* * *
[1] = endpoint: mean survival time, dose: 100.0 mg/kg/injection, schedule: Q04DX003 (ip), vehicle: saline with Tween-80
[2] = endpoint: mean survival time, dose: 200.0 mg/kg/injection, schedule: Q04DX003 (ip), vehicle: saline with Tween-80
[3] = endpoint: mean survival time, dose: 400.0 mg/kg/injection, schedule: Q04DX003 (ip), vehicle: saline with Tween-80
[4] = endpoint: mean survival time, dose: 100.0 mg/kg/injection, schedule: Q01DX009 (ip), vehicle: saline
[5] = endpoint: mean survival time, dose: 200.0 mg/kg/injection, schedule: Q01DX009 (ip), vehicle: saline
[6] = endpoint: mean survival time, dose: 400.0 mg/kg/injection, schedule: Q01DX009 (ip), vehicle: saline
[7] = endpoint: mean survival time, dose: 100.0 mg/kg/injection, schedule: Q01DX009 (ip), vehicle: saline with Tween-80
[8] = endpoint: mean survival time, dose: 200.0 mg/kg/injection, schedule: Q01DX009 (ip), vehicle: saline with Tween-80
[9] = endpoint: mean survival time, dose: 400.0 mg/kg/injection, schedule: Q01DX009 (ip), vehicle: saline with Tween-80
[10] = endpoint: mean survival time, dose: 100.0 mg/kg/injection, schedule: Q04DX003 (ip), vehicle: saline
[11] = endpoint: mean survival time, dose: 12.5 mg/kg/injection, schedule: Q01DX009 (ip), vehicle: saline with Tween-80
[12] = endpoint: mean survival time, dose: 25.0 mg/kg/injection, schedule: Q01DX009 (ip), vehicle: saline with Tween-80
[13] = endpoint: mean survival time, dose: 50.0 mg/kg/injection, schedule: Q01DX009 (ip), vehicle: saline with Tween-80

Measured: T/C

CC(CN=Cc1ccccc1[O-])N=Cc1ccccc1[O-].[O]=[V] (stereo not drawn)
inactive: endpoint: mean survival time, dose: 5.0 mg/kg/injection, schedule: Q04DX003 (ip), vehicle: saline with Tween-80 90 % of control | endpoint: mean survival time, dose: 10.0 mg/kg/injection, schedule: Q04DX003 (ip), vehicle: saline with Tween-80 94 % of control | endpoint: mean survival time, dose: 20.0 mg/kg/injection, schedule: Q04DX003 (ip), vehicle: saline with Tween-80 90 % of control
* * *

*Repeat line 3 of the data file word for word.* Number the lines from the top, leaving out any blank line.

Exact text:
[3] = endpoint: mean survival time, dose: 400.0 mg/kg/injection, schedule: Q04DX003 (ip), vehicle: saline with Tween-80